breAST CANCER.pptx finshed.pptx - PRECIOUS C HICKS THOMPKINS BREAST CANCER WHAT IS BREAST CANCER Breast basics A womans breast is made of glandular

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BREAST CANCER PRECIOUS C HICKS THOMPKINS 5/28/2013—6/20/2013 11/28/18
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WHAT IS BREAST CANCER??? Breast basics A woman’s breast is made of glandular tissue, connective tissue, fatty tissue, blood vessels, lymph tissue, and nerves. Each breast contains up to 20 sections of glandular tissue called lobes. Each lobe has many smaller sections called lobules, where milk is made. Milk flows from the lobules through thin tubes called ducts to the nipple. The nipple is the small, raised area at the tip of the breast. The areola is the area of darker-colored skin around the nipple. Each breast also contains lymph vessels. These are thin tubes that carry lymph to small, bean-shaped glands called lymph nodes. Lymph nodes are found near the breast, under the arm, and throughout the body. Lymph nodes and lymph vessels are part of the lymph system, which helps your body fight disease and infection. The chest muscle and chest wall are behind the breasts. 11/28/18
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WHAT IS BREAST CANCER CONT>> Breast cancer Cancer is a disease in which cells become abnormal and form more cells in an uncontrolled way. With breast cancer, the cancer begins in the tissues that make up the breasts. The cancer cells may form a mass called a tumor. (Note: Not all tumors are cancer.) They may also invade nearby tissue and spread to lymph nodes and other parts of the body. The most common types of breast cancer are: •Ductal carcinoma – Cancer that begins in the ducts and grows into surrounding tissues. About 8 in 10 breast cancers are this type. •Lobular carcinoma (LAH-byuh-luhr KAR-sih-NOH-muh) – Cancer that begins in lobules and grows into surrounding tissues. About 1 in 10 breast cancers are this type. With routine screening, breast cancer often can be found at an early stage, before the cancer has spread. 11/28/18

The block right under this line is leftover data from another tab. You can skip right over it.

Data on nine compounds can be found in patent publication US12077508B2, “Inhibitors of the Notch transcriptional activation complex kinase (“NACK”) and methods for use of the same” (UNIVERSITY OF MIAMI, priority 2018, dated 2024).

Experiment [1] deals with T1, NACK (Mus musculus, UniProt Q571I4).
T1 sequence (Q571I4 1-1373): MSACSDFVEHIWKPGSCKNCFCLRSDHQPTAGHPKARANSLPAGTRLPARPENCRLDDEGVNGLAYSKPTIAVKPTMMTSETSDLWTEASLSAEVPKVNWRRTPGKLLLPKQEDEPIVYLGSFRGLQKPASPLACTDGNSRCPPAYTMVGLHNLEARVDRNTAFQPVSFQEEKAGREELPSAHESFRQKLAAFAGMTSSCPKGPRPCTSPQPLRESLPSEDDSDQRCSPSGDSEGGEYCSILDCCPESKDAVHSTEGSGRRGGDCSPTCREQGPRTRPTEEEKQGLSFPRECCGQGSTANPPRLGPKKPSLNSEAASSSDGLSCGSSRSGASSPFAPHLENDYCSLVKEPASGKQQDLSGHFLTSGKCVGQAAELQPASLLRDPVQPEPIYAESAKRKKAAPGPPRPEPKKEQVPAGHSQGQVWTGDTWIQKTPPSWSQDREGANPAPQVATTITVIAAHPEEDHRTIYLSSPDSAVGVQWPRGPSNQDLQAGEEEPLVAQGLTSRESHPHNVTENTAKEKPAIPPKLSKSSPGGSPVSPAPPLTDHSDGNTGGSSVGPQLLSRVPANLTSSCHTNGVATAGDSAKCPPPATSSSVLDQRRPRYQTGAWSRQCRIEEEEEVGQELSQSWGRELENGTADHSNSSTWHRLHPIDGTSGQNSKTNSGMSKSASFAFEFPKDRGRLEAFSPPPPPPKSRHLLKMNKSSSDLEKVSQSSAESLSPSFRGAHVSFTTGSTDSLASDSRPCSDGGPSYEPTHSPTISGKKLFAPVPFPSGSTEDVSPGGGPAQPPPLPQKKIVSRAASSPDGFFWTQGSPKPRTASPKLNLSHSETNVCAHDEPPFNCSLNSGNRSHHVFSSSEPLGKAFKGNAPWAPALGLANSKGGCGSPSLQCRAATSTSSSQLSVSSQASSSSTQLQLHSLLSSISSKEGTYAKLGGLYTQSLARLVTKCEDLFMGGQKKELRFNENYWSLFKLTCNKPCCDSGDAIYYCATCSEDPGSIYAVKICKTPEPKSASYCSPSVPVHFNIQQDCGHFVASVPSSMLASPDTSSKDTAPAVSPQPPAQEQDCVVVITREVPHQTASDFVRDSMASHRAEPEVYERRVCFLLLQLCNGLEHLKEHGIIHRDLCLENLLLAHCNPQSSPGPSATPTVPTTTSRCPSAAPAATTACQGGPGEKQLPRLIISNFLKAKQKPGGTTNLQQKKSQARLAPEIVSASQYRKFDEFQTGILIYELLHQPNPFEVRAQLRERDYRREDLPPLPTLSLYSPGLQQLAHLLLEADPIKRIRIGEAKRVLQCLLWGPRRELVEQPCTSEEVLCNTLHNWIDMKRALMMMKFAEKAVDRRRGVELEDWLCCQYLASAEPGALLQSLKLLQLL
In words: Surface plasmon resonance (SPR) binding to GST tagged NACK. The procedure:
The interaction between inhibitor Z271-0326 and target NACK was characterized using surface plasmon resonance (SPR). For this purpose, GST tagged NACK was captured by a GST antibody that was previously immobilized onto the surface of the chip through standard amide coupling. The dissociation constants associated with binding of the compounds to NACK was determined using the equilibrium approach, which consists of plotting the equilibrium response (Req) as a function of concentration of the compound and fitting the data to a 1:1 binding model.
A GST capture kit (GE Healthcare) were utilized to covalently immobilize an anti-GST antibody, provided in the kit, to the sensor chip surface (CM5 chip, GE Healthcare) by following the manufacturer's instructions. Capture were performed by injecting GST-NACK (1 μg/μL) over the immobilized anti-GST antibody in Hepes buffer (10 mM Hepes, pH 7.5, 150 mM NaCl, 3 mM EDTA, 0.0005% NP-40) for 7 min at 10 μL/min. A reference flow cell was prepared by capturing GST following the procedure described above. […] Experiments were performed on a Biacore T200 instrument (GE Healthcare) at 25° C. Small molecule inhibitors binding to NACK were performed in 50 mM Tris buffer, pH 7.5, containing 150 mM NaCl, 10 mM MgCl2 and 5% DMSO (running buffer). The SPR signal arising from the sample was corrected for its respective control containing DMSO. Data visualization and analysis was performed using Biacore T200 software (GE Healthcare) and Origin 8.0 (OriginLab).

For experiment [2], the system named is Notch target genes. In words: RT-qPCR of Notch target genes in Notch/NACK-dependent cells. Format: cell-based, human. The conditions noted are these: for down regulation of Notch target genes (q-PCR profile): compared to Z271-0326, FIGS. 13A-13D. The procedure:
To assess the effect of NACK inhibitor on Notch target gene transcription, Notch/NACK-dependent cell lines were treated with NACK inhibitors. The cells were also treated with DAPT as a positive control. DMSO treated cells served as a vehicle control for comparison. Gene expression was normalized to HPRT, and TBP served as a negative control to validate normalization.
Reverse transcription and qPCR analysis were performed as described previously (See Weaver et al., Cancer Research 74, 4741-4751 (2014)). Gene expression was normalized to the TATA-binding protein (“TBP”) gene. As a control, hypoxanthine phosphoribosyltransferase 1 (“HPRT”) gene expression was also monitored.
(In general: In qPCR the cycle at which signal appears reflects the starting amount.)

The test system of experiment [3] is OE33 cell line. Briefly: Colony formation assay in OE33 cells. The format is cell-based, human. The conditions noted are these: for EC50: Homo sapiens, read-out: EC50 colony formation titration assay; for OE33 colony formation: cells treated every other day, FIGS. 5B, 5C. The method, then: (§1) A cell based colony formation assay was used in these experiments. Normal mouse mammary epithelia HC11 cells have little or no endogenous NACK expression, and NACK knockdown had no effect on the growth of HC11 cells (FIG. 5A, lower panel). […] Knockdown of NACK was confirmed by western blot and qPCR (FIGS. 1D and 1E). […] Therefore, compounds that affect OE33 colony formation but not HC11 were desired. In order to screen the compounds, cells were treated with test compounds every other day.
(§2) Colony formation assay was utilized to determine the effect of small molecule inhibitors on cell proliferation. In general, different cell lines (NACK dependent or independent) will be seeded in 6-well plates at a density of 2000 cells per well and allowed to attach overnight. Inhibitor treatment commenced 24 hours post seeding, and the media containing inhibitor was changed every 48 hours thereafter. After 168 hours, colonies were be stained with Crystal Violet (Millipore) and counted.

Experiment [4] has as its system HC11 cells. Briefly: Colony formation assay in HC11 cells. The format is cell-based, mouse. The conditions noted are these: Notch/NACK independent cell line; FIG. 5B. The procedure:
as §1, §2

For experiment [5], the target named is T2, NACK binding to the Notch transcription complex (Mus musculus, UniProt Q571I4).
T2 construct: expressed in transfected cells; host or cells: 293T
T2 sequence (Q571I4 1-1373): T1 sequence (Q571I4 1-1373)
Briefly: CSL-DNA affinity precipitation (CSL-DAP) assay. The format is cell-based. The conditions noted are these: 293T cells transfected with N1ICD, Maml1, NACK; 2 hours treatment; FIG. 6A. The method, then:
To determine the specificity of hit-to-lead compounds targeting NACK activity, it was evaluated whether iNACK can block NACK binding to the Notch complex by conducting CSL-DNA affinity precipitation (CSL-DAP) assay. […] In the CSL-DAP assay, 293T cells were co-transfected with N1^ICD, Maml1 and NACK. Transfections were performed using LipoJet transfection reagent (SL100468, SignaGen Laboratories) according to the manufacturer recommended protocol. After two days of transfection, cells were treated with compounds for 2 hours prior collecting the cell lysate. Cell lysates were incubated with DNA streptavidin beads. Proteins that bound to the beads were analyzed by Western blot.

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BREAST CANCER RISK FACTORS "What's my risk of breast cancer?" is a question many women ask their doctors. Doctors have tools to help estimate a woman's personal risk. Most women who get breast cancer have no known risk factors besides age. Many women with one or more risk factors never get breast cancer. So it's impossible to know who will actually get breast cancer. Factors that affect a woman's risk of breast cancer include: •Age. The strongest risk factor is age. Risk goes up as a woman gets older. Most women who get breast cancer are older than 50. •Personal history of breast cancer. Women who have had breast cancer in one breast are more likely to get it in the other breast. •Family history. Having a mother, sister, or daughter who has had breast cancer increases a woman's risk. The risk is higher if her family member got breast cancer before age 40. A woman’s risk also is increased if more than one family member on either her mother’s or father’s side of the family has had breast cancer.
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